by C.G. Lynch

High iPhone Pricetag: Will Consumers Push Back?

Jul 25, 20074 mins

When I learned last night that iPhone sales might be falling short of expecations, I wondered if 21st century consumers had finally pushed back at a company for overpricing its product. I hoped they were collectively saying, We don’t care how cool your product is. We don’t want to pay $600 for a cell phone!

But unfortunately, that probably won’t be the case. The news from AT&T has to be viewed cautiously because it only tells a very small portion of the iPhone story. It details how iPhone sales did in two days of the previous quarter, noting they only sold somewhere near 145,000 when investors thought it’d be closer to 500,000-700,000. But if Steve Jobs reports during today’s earnings call all of the iPhone sales since the product launched, maybe it’ll show that people think the price is perfectly reasonable. Rumors have circulated that Apple will say it has already activated at least a million iPhones.

A week before the iPhone hit stores, a friend of mine who was thinking of buying one sent me a chart, wooing me with all the great functionalities the device would have and how it would blow the competition out of the water with its thin size, huge screen, long talk time and access to Wi-Fi hotspots. But there was one thing conspicuously missing from this chart: price.

I wasn’t terribly surprised to learn a few minutes later that a 4GB iPhone was $499 and an 8GB $599. Technologies this innovative which break new ground obviously tend to be more expensive than the rest. So the price, while high, seemed acceptable. 

Or is it?

Push back is something we’re not prone to anymore as consumers. I can think of a relevant example.  I myself have been known to go to Fenway Park and spend a good portion of my week’s pay on a $100 (face value) ticket and a few warm $8 beers and cold $6 hot dogs while I cheer on millionaires who affect my sanity in profoundly unhealthy ways. The Red Sox are, in many ways, like any company – and I’ve shown an unwavering willingness as their customer to make no demands on them from a financial standpoint  because I think their product is superior to the competition. And if I did pushback, there’s somebody behind me in line who will gladly fork over the dough.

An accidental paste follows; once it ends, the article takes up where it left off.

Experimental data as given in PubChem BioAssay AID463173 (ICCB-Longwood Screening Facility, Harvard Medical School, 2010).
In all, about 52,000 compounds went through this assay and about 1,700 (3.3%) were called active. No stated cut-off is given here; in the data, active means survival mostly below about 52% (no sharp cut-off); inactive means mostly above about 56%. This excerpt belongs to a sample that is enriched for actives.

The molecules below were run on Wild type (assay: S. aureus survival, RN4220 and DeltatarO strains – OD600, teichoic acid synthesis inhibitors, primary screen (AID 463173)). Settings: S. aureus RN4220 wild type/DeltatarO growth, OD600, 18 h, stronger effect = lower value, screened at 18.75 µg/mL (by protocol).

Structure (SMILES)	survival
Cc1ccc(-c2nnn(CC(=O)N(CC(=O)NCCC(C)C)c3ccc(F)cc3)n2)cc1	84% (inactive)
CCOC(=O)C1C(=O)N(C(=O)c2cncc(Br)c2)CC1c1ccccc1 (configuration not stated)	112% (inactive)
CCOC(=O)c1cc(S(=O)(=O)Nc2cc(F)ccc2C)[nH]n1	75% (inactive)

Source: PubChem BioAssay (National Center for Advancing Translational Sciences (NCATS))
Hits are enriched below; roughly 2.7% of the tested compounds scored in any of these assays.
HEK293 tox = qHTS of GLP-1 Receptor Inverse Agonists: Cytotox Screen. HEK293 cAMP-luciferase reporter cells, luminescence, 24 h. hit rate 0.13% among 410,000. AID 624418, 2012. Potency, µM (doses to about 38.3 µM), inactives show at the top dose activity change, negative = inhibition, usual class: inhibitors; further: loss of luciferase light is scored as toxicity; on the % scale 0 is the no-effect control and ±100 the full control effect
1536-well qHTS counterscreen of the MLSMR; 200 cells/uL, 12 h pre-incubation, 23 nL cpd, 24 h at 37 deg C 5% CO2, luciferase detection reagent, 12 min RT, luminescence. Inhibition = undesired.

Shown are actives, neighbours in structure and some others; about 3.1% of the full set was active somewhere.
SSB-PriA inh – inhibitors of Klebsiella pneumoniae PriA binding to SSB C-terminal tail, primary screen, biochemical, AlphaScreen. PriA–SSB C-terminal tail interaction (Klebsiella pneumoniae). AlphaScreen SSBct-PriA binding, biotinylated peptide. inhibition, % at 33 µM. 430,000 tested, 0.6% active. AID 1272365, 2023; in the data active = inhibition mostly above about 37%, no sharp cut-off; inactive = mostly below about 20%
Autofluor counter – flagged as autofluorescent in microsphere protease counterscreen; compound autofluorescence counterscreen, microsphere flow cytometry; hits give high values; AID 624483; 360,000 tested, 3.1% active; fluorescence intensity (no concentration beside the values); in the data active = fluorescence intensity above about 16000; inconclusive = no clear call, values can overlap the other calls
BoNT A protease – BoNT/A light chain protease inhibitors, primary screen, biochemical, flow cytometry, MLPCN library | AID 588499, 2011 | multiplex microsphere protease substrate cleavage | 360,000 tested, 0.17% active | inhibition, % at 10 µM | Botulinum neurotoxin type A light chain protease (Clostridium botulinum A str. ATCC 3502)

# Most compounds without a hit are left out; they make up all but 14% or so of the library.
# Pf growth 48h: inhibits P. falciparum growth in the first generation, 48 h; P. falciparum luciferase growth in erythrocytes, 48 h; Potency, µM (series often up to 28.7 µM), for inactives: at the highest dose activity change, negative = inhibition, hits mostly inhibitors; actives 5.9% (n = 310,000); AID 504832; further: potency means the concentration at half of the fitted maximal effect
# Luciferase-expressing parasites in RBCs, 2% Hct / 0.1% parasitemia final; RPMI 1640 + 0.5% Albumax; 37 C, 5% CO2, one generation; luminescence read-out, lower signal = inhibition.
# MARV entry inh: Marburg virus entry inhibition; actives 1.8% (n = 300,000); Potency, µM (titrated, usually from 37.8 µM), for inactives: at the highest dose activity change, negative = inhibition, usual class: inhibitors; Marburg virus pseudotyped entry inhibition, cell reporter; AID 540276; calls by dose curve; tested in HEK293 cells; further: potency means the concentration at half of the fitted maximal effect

Apple consumers are very much the same. We’ve been pushovers as consumers. We’ve shown a frequent willingness to fork over whatever we’re told to pay because their products have been so much, well, better than the rest. Apple has consistently set the standard for the price of mp3 players (I paid 300 bucks for an iPod without flinching), so why should they think they can’t do the same with the iPhone?

But unlike consumers, businesses seem more than happy to pushback (since they usually pay more attention to the bottom line and to staying in the black than consumers do here in Credit Card nation). 

So far, as this journal article shows, it’s mostly been for reasons of integration, but I wonder if price plays a factor? Would a CIO or an IT manager fork out hundreds of dollars extra for iPhones when you have the option of a cheaper BlackBerry which you already have servers in place for?

It’s funny I find myself writing that last sentence, because normally I’d be the first one to say, “Let your users have the iPhone because the ease-of-use and the stunning features will surely be of value to them (and, in turn, the company) so they’ll be more productive workers.”

But the angry consumer who is tired of being pushed around thinks you probably shouldn’t.

Not yet, anyway.